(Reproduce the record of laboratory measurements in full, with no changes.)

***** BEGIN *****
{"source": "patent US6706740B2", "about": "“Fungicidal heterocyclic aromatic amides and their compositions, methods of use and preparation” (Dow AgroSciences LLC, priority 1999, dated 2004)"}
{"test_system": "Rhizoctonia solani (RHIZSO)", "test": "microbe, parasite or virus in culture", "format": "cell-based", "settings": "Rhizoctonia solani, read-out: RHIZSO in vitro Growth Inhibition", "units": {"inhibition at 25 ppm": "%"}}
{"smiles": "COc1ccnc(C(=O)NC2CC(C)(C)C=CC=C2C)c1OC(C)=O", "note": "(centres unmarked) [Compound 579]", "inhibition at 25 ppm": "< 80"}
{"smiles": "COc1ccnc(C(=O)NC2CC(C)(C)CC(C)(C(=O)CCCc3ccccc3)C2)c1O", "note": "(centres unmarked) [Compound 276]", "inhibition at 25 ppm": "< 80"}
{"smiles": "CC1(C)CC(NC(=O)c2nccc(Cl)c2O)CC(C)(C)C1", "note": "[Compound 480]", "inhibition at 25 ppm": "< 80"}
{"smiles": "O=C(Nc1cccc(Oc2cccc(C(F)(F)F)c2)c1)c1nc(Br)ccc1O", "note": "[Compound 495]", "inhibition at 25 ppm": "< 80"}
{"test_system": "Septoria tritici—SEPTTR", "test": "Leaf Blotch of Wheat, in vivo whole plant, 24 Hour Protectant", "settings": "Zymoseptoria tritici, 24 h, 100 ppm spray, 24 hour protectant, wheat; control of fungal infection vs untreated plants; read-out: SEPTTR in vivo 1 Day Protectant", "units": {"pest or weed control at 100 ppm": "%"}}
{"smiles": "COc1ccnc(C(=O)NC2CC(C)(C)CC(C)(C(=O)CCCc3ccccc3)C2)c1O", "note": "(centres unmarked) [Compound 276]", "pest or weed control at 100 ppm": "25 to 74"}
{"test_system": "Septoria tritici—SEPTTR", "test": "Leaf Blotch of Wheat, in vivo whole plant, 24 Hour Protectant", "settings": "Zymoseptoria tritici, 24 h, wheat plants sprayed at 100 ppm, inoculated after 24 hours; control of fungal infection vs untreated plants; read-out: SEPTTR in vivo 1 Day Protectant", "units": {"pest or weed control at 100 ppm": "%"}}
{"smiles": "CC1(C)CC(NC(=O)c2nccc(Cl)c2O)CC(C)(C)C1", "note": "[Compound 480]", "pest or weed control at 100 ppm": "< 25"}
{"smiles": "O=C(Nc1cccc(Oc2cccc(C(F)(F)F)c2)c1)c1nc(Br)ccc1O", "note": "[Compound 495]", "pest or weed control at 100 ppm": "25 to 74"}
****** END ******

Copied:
{"source": "patent US6706740B2", "about": "“Fungicidal heterocyclic aromatic amides and their compositions, methods of use and preparation” (Dow AgroSciences LLC, priority 1999, dated 2004)"}
{"test_system": "Rhizoctonia solani (RHIZSO)", "test": "microbe, parasite or virus in culture", "format": "cell-based", "settings": "Rhizoctonia solani, read-out: RHIZSO in vitro Growth Inhibition", "units": {"inhibition at 25 ppm": "%"}}
{"smiles": "COc1ccnc(C(=O)NC2CC(C)(C)C=CC=C2C)c1OC(C)=O", "note": "(centres unmarked) [Compound 579]", "inhibition at 25 ppm": "< 80"}
{"smiles": "COc1ccnc(C(=O)NC2CC(C)(C)CC(C)(C(=O)CCCc3ccccc3)C2)c1O", "note": "(centres unmarked) [Compound 276]", "inhibition at 25 ppm": "< 80"}
{"smiles": "CC1(C)CC(NC(=O)c2nccc(Cl)c2O)CC(C)(C)C1", "note": "[Compound 480]", "inhibition at 25 ppm": "< 80"}
{"smiles": "O=C(Nc1cccc(Oc2cccc(C(F)(F)F)c2)c1)c1nc(Br)ccc1O", "note": "[Compound 495]", "inhibition at 25 ppm": "< 80"}
{"test_system": "Septoria tritici—SEPTTR", "test": "Leaf Blotch of Wheat, in vivo whole plant, 24 Hour Protectant", "settings": "Zymoseptoria tritici, 24 h, 100 ppm spray, 24 hour protectant, wheat; control of fungal infection vs untreated plants; read-out: SEPTTR in vivo 1 Day Protectant", "units": {"pest or weed control at 100 ppm": "%"}}
{"smiles": "COc1ccnc(C(=O)NC2CC(C)(C)CC(C)(C(=O)CCCc3ccccc3)C2)c1O", "note": "(centres unmarked) [Compound 276]", "pest or weed control at 100 ppm": "25 to 74"}
{"test_system": "Septoria tritici—SEPTTR", "test": "Leaf Blotch of Wheat, in vivo whole plant, 24 Hour Protectant", "settings": "Zymoseptoria tritici, 24 h, wheat plants sprayed at 100 ppm, inoculated after 24 hours; control of fungal infection vs untreated plants; read-out: SEPTTR in vivo 1 Day Protectant", "units": {"pest or weed control at 100 ppm": "%"}}
{"smiles": "CC1(C)CC(NC(=O)c2nccc(Cl)c2O)CC(C)(C)C1", "note": "[Compound 480]", "pest or weed control at 100 ppm": "< 25"}
{"smiles": "O=C(Nc1cccc(Oc2cccc(C(F)(F)F)c2)c1)c1nc(Br)ccc1O", "note": "[Compound 495]", "pest or weed control at 100 ppm": "25 to 74"}